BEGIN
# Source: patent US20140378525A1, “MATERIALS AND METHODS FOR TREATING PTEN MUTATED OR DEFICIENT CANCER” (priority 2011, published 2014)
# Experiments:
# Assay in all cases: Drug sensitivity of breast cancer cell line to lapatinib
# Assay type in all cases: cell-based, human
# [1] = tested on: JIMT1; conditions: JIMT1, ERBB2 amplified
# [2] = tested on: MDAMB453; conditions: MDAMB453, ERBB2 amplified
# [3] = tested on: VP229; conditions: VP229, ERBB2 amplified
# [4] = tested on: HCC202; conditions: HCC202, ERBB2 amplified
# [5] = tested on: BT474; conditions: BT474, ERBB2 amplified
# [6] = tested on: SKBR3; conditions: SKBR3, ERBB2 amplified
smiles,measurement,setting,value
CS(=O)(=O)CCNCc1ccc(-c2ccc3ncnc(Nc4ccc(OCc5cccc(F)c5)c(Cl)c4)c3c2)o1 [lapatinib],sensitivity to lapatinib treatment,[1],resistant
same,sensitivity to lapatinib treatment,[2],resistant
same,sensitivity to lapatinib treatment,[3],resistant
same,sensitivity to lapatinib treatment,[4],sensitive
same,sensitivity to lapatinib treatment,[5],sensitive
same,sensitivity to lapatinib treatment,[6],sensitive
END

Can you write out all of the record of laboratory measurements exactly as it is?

# Source: patent US20140378525A1, “MATERIALS AND METHODS FOR TREATING PTEN MUTATED OR DEFICIENT CANCER” (priority 2011, published 2014)
# Experiments:
# Assay in all cases: Drug sensitivity of breast cancer cell line to lapatinib
# Assay type in all cases: cell-based, human
# [1] = tested on: JIMT1; conditions: JIMT1, ERBB2 amplified
# [2] = tested on: MDAMB453; conditions: MDAMB453, ERBB2 amplified
# [3] = tested on: VP229; conditions: VP229, ERBB2 amplified
# [4] = tested on: HCC202; conditions: HCC202, ERBB2 amplified
# [5] = tested on: BT474; conditions: BT474, ERBB2 amplified
# [6] = tested on: SKBR3; conditions: SKBR3, ERBB2 amplified
smiles,measurement,setting,value
CS(=O)(=O)CCNCc1ccc(-c2ccc3ncnc(Nc4ccc(OCc5cccc(F)c5)c(Cl)c4)c3c2)o1 [lapatinib],sensitivity to lapatinib treatment,[1],resistant
same,sensitivity to lapatinib treatment,[2],resistant
same,sensitivity to lapatinib treatment,[3],resistant
same,sensitivity to lapatinib treatment,[4],sensitive
same,sensitivity to lapatinib treatment,[5],sensitive
same,sensitivity to lapatinib treatment,[6],sensitive